If you like Sarah's Key by Tatiana de Rosnay
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Sarah's Key by Tatiana de Rosnay is a historical novel about the roundup and deportation of French Jews in 1942, but it is also a modern tale about families, secrets and loyalties. The story is gripping and moves between modern France and Europe on the verge of the Holocaust.
If you like Sarah's Key, you may like these recommendations. Some are historical, some move back and forth in time and some just have a similar "feel" to the storytelling.
The Blue Bottle Club by Penelope Stokes
In 1929, four friends gathered in a cold, dusty attic on Christmas day to make a solemn pact. "Our dreams for the future," they whispered, placing tiny pieces of paper into a blue bottle...Years later, local news reporter Brendan Delaney stumbles upon the bottle and discovers the most poignant story of her career...and possibly the meaning she's searched for all her life.
The Boy in the Striped Pajamas by John Boyne
Bruno (is) a naive nine-year-old raised in a privileged household by strict parents...(Bruno) describes a visit from the Fury and the family's sudden move from Berlin to a place called Out-With in Poland.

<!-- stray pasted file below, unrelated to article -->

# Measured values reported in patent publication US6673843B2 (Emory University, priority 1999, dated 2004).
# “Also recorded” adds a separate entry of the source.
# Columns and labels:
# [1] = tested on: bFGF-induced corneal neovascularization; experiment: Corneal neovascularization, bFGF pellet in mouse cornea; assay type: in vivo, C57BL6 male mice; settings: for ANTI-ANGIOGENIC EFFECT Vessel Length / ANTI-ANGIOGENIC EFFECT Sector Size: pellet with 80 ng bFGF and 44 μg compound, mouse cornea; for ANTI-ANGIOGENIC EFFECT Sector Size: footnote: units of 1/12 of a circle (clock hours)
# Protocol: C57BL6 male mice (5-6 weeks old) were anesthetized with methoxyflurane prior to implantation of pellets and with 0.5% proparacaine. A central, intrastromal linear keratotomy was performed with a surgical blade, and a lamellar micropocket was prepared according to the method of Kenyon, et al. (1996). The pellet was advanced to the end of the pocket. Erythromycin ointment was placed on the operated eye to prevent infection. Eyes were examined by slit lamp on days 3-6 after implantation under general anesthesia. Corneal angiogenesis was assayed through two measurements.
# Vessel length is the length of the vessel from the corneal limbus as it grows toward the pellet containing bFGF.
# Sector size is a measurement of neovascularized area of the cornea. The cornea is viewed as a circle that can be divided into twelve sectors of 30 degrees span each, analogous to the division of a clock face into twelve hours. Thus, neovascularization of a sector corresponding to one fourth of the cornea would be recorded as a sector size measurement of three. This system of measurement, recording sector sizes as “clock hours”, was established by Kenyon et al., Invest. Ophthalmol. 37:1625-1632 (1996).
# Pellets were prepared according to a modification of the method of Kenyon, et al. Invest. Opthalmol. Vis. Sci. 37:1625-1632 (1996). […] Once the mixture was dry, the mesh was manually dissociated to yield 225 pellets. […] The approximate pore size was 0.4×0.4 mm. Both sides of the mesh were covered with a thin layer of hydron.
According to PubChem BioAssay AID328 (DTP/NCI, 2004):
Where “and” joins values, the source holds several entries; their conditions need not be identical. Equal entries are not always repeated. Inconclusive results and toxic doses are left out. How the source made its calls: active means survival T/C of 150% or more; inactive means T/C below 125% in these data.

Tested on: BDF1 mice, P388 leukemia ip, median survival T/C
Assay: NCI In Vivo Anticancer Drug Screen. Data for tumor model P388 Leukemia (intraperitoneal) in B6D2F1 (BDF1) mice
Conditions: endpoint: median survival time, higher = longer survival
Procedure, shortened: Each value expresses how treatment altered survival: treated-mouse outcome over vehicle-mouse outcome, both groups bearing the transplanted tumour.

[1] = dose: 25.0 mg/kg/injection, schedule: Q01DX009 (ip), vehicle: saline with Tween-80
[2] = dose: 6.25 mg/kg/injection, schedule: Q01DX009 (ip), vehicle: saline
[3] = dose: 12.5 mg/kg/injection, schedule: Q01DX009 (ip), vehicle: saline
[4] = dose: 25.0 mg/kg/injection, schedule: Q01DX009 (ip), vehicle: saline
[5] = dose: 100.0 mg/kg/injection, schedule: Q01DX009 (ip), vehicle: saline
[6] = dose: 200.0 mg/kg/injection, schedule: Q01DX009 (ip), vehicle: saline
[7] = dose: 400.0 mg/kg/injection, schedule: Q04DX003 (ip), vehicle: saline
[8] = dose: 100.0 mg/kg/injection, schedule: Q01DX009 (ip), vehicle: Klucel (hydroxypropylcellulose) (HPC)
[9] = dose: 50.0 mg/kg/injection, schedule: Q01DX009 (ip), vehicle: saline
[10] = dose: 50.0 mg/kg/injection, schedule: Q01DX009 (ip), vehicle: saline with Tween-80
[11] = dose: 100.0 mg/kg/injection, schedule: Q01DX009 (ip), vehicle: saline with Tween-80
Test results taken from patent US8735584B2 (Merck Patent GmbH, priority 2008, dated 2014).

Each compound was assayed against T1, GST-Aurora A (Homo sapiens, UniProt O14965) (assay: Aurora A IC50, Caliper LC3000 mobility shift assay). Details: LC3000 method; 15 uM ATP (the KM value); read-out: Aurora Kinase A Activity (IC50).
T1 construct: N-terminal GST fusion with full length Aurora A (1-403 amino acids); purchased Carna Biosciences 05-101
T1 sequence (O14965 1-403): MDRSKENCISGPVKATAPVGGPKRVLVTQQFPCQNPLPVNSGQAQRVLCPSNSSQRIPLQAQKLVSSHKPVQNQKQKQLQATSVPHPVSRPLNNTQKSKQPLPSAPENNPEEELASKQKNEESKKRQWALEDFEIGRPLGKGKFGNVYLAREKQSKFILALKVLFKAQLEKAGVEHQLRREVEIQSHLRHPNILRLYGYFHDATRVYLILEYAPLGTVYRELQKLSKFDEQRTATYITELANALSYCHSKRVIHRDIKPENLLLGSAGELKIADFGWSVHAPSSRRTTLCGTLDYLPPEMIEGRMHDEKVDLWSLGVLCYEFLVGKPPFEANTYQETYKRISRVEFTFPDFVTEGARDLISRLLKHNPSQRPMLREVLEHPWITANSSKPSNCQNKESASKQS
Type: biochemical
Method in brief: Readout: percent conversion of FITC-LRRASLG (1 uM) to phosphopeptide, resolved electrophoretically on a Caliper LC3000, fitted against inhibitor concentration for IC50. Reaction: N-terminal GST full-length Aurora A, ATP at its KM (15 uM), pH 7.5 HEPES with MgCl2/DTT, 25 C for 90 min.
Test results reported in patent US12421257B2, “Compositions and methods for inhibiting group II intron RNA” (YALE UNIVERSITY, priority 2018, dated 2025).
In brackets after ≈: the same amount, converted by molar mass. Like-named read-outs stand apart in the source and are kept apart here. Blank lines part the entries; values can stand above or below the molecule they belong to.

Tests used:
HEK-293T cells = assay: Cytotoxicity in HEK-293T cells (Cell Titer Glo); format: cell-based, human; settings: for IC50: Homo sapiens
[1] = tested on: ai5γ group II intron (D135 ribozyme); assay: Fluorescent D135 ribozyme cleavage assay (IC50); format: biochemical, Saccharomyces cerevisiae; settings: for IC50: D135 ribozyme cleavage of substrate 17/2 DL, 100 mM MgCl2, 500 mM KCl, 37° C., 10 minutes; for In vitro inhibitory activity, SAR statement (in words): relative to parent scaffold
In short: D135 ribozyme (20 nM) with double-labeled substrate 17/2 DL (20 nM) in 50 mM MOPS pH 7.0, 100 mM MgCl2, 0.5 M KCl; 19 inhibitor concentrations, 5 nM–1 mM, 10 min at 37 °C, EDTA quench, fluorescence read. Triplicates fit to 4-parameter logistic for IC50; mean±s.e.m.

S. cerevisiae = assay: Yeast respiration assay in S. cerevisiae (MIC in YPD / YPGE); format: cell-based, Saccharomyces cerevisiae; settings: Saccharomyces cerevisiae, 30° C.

(from School Library Journal)
The Elegance of the Hedgehog by Muriel Barbery
We are in the center of Paris, in an elegant apartment building inhabited by bourgeois families. Renee, the concierge, is witness to the lavish but vacuous lives of her numerous employers. Outwardly she conforms to every stereotype of the concierge: fat, cantankerous, addicted to television. Yet, unbeknownst to her employers, (she) is a cultured autodidact who adores art, philosophy, music, and Japanese culture.
The Hatbox Baby by Carrie Brown
A love story about an offbeat doctor and a famous fan dancer; and an epic novel about misfits and makeshift families, fragile lives and unpredictable loves-all set against the backdrop of Chicago's 1933 World's Fair.
The Madonnas of Leningrad by Debra Dean
Bit by bit, the ravages of age are eroding Marina's grip on the everyday. An elderly Russian woman now living in America, she cannot hold on to fresh memories-the details of her grown children's lives, the approaching wedding of her grandchild-yet her distant past is miraculously preserved in her mind's eye.
Olive Kitteridge by Elizabeth Strout
A heart-wrenching, penetrating portrait of ordinary coastal Mainers living lives of quiet grief intermingled with flashes of human connection. (from Publishers Weekly)
Those Who Save Us by Jenna Blum
For fifty years, Anna Schlemmer has refused to talk about her life in Germany during World War II. Her daughter, Trudy, was only three when she and her mother were liberated by an American soldier and went to live with him in Minnesota. Trudy's sole evidence of the past is an old photograph: a family portrait showing Anna, Trudy, and a Nazi officer, the Obersturmführer of Buchenwald.